Life and Death in America
This column by Bob Herbert of the New York Times struck me in a way that he did not anticipate. It was meant to dramatize the tragedy of leaving people to fend for themselves without universal health care. But, it actually illustrated one of the unexamined reasons why such an entitlement will be impossible to achieve in today's America.
Herbert's column, which he entitled "The Long, Dark Night" begins by introducing Dan and Sharon Brodrick, who have just found out that at 56 years of age, Sharon.....
has cancer of the duodenum and it had already spread to her liver and pancreas. Not only is the prognosis grim, but the medical expenses will soon leave the couple destitute. Mrs. Brodrick has no health insurance.
These are decent hard working people, who by circumstances beyond their control are faced with this overwhelming tragedy. And the condition was dire:
“They opened her up, and then they closed her right up again,” said Mr. Brodrick.
Not only had the cancer metastasized, it was moving very aggressively. Various estimates were given, each one shorter than the last, about how long Mrs. Brodrick might live.
While his wife was being prepped for chemo, Mr. Brodrick sat in the corner of another room and spoke about what it was like to have one’s life all but literally blown apart.
“It tears you down,” he said. “You’d like to fight this with your bare hands, but you can’t. We’ve been married 37 years September 2nd, and when I think about it, it was the quickest 37 years I’ve ever seen go by in my life. It went by in a flash. And we have leaned on each other that whole time.”
Herbert's message is clear; these decent Americans should not be made destitute just because they want the best medical care.
There is just one problem with this story. Based on the description given in the column, chemotherapy was not indicated in this case, since there was "5% or less chance of "success." No one said that a cure was possible; but perhaps, just perhaps, there was less than a 1 in 20 chance of a bit longer life.
Herbert is not interested in something as cold hearted as cost benefit analysis. He wrote a story of a stricken woman who wanted to live, as do we all. Yet the availability of chemotherapy that he implicitly defined as the desired outcome of universal medical care is in actuality a twenty thousand dollar placebo, that the oncologist would be perfectly willing to administer.
Right now he will not do so because these people do not have the money, or if they do, it will cause them to sell their house. But if this were paid for by "universal health care", "the government," and yes, the taxpayer, then there would be no hindrance to having the last days of Ms. Brodrick's life one of false hope and increased suffering. Palliative care just doesn't pay the mortgage- on the Hospital building or a suitable doctor's home.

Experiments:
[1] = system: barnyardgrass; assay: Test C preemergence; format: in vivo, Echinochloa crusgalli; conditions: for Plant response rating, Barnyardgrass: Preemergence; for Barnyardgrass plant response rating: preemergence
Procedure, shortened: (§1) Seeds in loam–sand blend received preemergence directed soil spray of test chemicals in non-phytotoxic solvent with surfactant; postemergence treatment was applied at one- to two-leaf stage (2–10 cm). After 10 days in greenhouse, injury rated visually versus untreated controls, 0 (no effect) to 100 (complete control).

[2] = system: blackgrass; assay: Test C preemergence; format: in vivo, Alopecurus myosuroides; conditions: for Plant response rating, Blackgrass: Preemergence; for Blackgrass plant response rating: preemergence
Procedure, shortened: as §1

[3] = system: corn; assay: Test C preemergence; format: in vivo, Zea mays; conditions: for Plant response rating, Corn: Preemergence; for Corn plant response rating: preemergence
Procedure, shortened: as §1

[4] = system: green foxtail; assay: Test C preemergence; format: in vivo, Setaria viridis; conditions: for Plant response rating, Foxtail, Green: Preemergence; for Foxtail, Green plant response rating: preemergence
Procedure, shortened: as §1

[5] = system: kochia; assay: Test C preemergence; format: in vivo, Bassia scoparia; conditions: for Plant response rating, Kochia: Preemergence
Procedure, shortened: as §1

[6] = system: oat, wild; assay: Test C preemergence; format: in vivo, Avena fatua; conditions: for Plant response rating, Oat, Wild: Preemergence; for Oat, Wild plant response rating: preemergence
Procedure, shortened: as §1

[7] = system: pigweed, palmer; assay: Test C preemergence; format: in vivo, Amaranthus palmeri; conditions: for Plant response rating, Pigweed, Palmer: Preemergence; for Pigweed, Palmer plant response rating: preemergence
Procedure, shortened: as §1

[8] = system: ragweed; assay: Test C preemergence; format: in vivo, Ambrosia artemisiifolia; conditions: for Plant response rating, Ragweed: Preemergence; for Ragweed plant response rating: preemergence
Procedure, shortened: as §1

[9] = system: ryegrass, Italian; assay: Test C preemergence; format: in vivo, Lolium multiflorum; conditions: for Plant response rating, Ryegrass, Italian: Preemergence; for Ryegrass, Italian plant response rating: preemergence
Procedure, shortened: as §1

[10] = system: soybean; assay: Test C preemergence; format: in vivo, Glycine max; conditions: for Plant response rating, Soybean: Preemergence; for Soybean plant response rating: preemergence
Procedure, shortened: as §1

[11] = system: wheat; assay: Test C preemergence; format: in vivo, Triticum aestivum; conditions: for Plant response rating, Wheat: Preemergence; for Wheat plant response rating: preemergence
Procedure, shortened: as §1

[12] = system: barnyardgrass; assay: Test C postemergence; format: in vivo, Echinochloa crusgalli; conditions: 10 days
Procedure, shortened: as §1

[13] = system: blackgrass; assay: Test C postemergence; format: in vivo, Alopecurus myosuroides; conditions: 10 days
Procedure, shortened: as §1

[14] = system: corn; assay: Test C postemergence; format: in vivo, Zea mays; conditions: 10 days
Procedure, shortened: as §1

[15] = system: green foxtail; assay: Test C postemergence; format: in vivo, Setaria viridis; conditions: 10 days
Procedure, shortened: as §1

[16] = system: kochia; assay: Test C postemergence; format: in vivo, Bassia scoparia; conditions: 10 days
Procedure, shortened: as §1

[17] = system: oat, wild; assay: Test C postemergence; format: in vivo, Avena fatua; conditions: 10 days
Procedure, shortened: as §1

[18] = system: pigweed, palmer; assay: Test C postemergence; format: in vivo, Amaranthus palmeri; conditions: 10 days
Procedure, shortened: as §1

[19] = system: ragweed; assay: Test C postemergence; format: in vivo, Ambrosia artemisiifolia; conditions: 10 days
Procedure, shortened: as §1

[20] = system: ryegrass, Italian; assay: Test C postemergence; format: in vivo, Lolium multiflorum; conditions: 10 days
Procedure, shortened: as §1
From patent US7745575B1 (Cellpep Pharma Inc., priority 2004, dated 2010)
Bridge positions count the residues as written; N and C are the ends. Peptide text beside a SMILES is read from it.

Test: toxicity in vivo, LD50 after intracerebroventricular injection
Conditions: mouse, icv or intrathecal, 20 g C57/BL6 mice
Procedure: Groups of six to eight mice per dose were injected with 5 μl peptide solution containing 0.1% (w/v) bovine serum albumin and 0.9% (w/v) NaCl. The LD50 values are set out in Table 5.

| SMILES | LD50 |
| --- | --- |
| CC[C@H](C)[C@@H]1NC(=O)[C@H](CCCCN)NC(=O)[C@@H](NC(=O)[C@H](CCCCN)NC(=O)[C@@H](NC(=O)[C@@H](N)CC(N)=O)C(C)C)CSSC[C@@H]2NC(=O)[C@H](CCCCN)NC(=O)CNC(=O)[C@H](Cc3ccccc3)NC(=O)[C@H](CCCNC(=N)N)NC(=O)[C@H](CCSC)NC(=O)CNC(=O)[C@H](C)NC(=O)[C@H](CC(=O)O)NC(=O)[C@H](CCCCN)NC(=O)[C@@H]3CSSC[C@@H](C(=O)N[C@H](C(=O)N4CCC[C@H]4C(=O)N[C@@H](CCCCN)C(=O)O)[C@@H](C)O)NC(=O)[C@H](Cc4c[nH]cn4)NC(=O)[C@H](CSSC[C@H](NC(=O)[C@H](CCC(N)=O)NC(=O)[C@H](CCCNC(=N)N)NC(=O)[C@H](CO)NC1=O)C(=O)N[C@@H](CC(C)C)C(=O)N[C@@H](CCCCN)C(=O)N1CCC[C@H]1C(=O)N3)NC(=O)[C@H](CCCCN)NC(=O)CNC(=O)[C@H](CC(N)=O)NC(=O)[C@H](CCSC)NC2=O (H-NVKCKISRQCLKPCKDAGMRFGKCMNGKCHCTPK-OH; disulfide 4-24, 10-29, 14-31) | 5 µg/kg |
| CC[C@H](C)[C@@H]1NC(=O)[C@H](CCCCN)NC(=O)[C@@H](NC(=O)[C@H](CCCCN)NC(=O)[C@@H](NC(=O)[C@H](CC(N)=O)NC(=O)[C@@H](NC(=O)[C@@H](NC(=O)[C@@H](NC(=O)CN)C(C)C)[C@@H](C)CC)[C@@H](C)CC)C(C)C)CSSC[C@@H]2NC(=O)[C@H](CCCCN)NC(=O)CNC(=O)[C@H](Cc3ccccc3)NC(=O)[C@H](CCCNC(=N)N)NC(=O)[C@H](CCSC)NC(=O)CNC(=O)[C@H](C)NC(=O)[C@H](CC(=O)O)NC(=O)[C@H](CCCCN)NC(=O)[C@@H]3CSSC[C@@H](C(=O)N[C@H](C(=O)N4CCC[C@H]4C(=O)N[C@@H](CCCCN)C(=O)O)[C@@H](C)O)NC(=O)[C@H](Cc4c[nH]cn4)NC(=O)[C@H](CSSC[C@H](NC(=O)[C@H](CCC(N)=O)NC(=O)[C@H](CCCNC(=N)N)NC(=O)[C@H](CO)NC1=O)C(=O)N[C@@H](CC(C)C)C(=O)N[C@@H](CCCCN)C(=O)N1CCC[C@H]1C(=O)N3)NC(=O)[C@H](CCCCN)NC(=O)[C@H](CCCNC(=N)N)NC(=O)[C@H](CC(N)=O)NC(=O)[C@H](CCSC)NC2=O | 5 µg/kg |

The nature of democratic politics in this country, if not universally, is to satisfy the needs of the voters, however unrealistic they may be. Perhaps there was a time when elected leaders transcended this, when there was respect for their "wisdom and integrity". Now, with politicians one of the least respected professions, it is either they deliver the goods, or they are out.
So, the pressure would be inexorable to provide every service proffered by the medical profession, the pharmaceutical industry, and anyone else who can convince the public of the value of their offerings. And woe to the office holder who resists comes election time.
All the American voter wants is eternal health and a quick peaceful death after living life to the fullest. And, they can be convinced that the only thing that stands between this goal is the insensitivity of people, like me, who want to shine the cold harsh light of reality on this hope. Who have the effrontery to equate dollars with life.
I do not want to pay for Mrs. Brodricks chemotherapy through my taxes, anymore than I would pay for my own chemo if I had her illness. It is disturbing that Mr. Herbert did not anticipate a reaction such as mine, as if it could only come from someone devoid of human empathy, rather than his readers.
There are many arguments for universal health care, ideally single payer, in this country. But it will never happen; or if it does, it will be a fiscal and social disaster, unless we face the limitations of our political system.
With mandated universal coverage, our political system, our elected representatives, must make the hard decisions that we now hate HMOs for making. Our vulnerable elected representatives must burst the dreams of patients such as Mrs. Brodrick and thwart the avarice of those who feast on their desperation.
I have no reason to believe that our political system is up to this task.